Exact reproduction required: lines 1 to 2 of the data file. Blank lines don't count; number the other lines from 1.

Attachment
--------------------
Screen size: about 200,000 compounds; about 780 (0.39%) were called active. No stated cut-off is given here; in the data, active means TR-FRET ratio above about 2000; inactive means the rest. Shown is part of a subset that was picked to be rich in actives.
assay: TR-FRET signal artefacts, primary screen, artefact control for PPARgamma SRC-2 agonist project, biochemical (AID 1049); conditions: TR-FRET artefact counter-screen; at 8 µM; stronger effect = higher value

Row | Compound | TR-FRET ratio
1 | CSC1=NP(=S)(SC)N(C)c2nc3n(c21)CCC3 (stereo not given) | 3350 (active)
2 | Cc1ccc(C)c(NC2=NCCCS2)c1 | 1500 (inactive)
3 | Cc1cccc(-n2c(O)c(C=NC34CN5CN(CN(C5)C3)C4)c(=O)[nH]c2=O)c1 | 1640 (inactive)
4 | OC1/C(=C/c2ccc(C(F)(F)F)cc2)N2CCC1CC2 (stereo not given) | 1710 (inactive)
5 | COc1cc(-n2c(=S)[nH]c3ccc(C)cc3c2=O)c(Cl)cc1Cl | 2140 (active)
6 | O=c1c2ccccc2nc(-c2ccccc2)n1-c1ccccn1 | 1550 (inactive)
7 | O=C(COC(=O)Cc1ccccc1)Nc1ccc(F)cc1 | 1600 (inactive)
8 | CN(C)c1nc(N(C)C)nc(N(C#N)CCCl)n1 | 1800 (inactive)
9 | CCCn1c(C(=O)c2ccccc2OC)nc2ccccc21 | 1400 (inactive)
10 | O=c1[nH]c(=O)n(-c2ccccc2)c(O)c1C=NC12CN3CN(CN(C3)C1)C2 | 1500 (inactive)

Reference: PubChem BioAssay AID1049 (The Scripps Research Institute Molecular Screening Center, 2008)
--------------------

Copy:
Screen size: about 200,000 compounds; about 780 (0.39%) were called active. No stated cut-off is given here; in the data, active means TR-FRET ratio above about 2000; inactive means the rest. Shown is part of a subset that was picked to be rich in actives.
assay: TR-FRET signal artefacts, primary screen, artefact control for PPARgamma SRC-2 agonist project, biochemical (AID 1049); conditions: TR-FRET artefact counter-screen; at 8 µM; stronger effect = higher value